“We must all show support for one-another,” she said. “Seven Mile is my home. And I love Seven Mile, I want to see it prosper: I want to see good for Seven Mile and not just Seven Mile but for the San Carlos Apache people.”
She also talked about the council’s responsibility to the Constitution. She called for a bold vision and an aggressive agenda for council.
Key said she chose to run because of the people of Peridot and to follow in her grandfather’s footsteps. She too enumerated problems the council must face in order to fulfill its duty to the Tribe and returned to her theme of “homes, jobs, water: the basics of life.”
Key talked about the homes with no electricity that are falling apart and people living in fear of crimes and violence against themselves and their families.
“The only time you really fail is when you totally give up,” she said.
“I’m Peridot born and bred: I’m not a seasoned politician, but an everyday woman,” she said. “It’s not a job I’ll take lightly.”
Former Tribal Chairman Wendsler Nosie introduced Etpison and praised his service to the Tribe.
“The outside world is making more obstacles for us,” he said. “If we fail to protect the people, we fail.”
He also praised the new councilmembers, saying, “They are the leaders we need for tomorrow.”
Etpison returns for a second term as vice chairman under the leadership of Rambler.
He said the job of council is to “protect the assets of the Tribe to make sure we prosper.”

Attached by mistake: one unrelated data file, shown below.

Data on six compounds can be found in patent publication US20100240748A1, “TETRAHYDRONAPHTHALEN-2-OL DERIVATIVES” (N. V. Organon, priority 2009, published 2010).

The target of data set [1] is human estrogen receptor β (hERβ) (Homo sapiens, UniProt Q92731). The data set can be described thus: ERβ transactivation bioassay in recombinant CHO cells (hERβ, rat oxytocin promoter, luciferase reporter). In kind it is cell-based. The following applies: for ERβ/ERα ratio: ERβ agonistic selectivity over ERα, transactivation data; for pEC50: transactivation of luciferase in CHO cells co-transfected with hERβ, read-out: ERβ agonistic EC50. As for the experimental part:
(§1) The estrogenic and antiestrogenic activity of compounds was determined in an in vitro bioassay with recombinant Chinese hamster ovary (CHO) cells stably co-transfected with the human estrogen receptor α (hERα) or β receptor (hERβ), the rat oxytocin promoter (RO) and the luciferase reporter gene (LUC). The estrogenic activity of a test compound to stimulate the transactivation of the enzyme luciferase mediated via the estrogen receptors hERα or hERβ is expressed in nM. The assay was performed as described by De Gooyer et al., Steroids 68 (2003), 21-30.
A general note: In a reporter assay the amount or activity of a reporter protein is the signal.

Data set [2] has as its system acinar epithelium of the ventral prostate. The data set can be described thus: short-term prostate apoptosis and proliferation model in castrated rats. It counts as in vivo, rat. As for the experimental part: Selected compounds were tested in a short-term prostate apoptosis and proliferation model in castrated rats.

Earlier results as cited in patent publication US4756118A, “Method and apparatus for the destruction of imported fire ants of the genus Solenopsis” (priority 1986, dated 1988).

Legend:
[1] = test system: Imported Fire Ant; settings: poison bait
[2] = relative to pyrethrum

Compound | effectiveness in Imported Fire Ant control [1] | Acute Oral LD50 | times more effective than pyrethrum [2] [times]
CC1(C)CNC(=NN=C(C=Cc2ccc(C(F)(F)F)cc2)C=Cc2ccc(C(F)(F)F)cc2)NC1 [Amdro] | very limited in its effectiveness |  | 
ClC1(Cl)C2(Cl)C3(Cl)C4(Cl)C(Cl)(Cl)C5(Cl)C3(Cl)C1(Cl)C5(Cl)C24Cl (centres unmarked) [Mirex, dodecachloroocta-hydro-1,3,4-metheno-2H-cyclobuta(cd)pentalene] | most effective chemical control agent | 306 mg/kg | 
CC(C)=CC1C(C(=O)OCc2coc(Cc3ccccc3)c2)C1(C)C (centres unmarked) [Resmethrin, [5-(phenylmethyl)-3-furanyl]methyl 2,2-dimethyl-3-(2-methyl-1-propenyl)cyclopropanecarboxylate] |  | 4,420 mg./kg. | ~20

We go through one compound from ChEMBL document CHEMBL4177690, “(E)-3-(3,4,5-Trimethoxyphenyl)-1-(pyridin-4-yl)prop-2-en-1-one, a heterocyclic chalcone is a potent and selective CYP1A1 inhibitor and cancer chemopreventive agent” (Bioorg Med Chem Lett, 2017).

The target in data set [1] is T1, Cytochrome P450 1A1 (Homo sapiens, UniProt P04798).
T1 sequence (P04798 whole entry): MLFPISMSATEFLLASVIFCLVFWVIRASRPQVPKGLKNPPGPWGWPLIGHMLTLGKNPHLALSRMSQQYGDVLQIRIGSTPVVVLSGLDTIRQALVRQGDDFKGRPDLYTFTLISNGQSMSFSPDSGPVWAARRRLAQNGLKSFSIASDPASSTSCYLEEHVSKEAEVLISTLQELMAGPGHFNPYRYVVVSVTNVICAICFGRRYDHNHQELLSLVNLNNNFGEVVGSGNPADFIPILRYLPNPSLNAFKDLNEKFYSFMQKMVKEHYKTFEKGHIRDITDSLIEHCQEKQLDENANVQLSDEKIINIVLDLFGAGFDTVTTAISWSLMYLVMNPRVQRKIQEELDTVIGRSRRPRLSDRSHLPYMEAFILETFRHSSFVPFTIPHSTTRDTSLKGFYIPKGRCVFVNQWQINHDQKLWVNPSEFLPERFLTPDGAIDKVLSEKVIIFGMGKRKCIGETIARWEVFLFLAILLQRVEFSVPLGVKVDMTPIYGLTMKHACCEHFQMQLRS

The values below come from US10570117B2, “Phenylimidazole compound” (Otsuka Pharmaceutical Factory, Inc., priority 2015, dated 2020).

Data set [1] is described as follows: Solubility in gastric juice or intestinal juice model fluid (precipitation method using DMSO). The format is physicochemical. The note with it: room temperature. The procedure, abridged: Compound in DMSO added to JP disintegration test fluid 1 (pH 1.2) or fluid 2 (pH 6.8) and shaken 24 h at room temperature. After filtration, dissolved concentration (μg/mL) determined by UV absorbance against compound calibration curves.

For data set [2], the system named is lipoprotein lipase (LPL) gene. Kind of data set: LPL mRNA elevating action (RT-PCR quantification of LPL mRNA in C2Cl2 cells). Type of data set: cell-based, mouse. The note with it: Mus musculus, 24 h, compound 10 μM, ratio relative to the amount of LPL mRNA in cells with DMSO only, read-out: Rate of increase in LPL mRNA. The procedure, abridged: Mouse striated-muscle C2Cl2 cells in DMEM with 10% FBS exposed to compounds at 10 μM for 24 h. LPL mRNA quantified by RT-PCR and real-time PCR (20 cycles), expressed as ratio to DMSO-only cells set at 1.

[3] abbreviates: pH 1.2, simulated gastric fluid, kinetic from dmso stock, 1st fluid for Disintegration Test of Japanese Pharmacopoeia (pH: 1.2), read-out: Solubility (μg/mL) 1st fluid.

“This is a billion dollar community and I am happy to help guide this Tribe,” he said. “The people have the power.”
Finally, Rambler spoke. He was elected to council in 2004 in the Bylas District and was re-elected in 2008. Rambler became Tribal Chairman in 2010 and won a second term in 2014 by a landslide.
Rambler said he “represents no one district,” but all the people of San Carlos and then enumerated his accomplishments as Tribal chair, such as the San Carlos Apache Healthcare Corporation and Medical Center and his work to bring recognition to the Tribe with the U.S. government and said he hopes to have clean water for all people living on the Reservation by next summer.
“During our campaign, we made promises, promises that we intend to keep,” Rambler said. “We promised four more years of continued growth and opportunity: four more years of unity and collaboration.
“Today, I humbly recognize your choice,” he said. “I recognize the duty and the responsibility you have conferred upon me.
“I stand before you as an Apache, as a man to tell you I accept [that responsibility],” he said. “I will fight to preserve our reservation, expand our water rights and protect our natural resources.”
He added that like the words of John F. Kennedy, “ask not what your Tribe can do for you, but what you can do for your Tribe.”
The inauguration was followed by a meal for all in attendance.
After the inauguration of the new members of Tribal council on Dec. 4, the full council met and in a unanimous vote, approved Per Capita payments — per cap — for all Tribal members.
There will be three disbursements of payments scheduled, the first on Dec. 21, in time for Christmas, followed by another in mid-July 2019 and another next December, according to Peridot District Councilmember Dr. John Bush.
“I voted for it because the people need it for Christmas, but the decision was made because of the election,” Bush told the Moccasin. “We’re taking some of our savings but our people need the money.”
The per capita payments will come from a $63 million settlement with the U.S. Government for mismanagement of natural resources. Bush said the payouts will cost about $27 million in total when the final payments are made.
“Hopefully, we’ll be able to replenish it,” he said. “We’re the leaders and we’re supposed to make the right decisions.”
The payouts were approved by a unanimous 11-0 vote.
For information contact the Tribal office at 928-475-1600.